Behind the Wheel

2021 Nissan Kicks Review: Better than most of its competition, priced right

The Nissan Kicks has been refreshed for the 2020 model year.

Photo courtesy of Nissan North America

For the majority of Americans, driving their vehicle isn't a raucous good time. It gets them from Point A to Point B in a fashion that is reasonably comfortable and fuel efficient while fulfilling their cargo and capability needs. That's where the 2021 Nissan Kicks comes in. For the average small SUV buyer, it checks many of their boxes.

For the 2021 model year, Nissan has refreshed the subcompact SUV giving it new looks and options. Perhaps most importantly, the company is giving buyers more without raising the price too much – it starts at just $19,500, just $400 over last year's MSRP.

2021 Nissan Kicks The fresh exterior of the 2021 Nissan Kicks brings it in line with other SUVs in the Nissan family. Photo courtesy of Nissan North America

The SUV's exterior is now more in line with the revised 2021 Nissan Armada, new 2021 Nissan Rogue, and forthcoming Nissan Ariya. It has a deep V-motion design with a "double V-motion" feature that pairs the sweeping chrome piece with piano black underneath. The Kicks continues to sport Nissan's old logo.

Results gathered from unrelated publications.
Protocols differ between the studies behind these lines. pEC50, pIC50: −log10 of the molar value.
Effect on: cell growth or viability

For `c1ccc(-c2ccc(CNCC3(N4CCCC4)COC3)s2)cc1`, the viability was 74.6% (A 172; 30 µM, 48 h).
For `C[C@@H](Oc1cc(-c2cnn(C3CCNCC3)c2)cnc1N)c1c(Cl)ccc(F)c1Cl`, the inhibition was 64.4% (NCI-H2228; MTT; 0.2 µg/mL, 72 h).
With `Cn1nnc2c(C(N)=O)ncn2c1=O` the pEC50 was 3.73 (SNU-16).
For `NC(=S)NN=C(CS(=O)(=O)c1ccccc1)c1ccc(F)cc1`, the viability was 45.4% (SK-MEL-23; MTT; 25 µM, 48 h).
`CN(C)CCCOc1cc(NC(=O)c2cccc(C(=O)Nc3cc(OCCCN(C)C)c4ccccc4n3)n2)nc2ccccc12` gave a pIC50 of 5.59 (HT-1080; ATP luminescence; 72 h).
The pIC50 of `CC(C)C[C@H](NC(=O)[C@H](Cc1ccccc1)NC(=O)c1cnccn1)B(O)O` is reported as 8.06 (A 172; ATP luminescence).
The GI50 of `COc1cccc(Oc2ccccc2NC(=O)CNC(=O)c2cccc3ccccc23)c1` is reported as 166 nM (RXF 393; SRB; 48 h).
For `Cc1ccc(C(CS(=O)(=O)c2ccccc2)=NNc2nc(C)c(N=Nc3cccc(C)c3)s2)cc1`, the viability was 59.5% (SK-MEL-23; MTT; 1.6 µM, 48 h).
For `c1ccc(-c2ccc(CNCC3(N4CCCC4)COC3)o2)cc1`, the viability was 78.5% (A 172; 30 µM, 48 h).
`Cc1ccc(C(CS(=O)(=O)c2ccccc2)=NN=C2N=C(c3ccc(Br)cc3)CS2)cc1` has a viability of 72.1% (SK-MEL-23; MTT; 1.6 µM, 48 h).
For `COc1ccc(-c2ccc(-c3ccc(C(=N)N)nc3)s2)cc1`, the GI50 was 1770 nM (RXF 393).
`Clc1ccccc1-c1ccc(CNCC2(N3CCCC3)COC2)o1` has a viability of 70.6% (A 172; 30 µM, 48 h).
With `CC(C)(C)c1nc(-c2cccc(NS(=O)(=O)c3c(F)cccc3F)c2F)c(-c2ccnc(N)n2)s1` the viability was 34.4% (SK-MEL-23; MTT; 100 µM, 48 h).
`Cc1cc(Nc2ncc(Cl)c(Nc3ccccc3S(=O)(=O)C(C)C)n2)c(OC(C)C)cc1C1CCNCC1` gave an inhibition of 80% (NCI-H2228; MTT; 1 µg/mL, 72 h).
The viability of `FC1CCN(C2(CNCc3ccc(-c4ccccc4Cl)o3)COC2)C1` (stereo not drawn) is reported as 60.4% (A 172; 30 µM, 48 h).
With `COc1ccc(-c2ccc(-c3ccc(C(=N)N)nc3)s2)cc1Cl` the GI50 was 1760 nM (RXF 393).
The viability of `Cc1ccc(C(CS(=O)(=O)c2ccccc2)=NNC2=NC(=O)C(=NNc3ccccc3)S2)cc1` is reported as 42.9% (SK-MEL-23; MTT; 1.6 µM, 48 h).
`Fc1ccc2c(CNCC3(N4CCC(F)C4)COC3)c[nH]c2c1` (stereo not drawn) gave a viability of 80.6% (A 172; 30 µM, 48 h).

Its grille is flanked by new, slim LED headlights with the top-tier Kicks SR getting a multi-reflector versions of the light. The car also has automatic high beams with adjustable sensitivity and timing and a rear windscreen wiper as standard.

A new rear bumper design and taillight meet to give the Kicks a wide-looking booty. All is not well – the body finisher that covers the tailgate release and rearview camera looks like a glued-on afterthought. But truly, that's my only quibble with the exterior.

Nissan offers the Kicks with a host of two-tone paint jobs. It's nice to see the trend continue with this refreshed model. The Kicks SR tester's Aspen White Tricoat/Super Black body/roof combo was worn well, especially when paired with the available 17-inch black alloy wheels.

2021 Nissan Kicks The 2021 Nissan Kicks is available in a variety of two-tone paint jobs. Photo courtesy of Nissan North America

Nissan gives every Kicks a 1.6-liter four-cylinder engine that is rated to get 122 horsepower and 114 pound-feet of torque. This is the same engine that is in the Nissan Versa, delivering the same power figures but with slightly varied gear ratios. As in the Versa, in the front-wheel drive Kicks it is paired with Nissan's Xtronic continuously variable transmission (CVT). All-wheel drive (AWD) is not available.

The Kicks came to visit during a week filled with icy and wet roads. It handled them with aplomb. Don't let the lack of AWD scare you away from the dealership lot.

It also wasn't terrible on gas. Nissan estimates that the Kicks gets 31 mpg in the city, 36 mpg on the highway, and 33 mpg combined, making it one of the most fuel-efficient subcompact SUVs you can buy. It has 356 miles of range on a single tank of gas.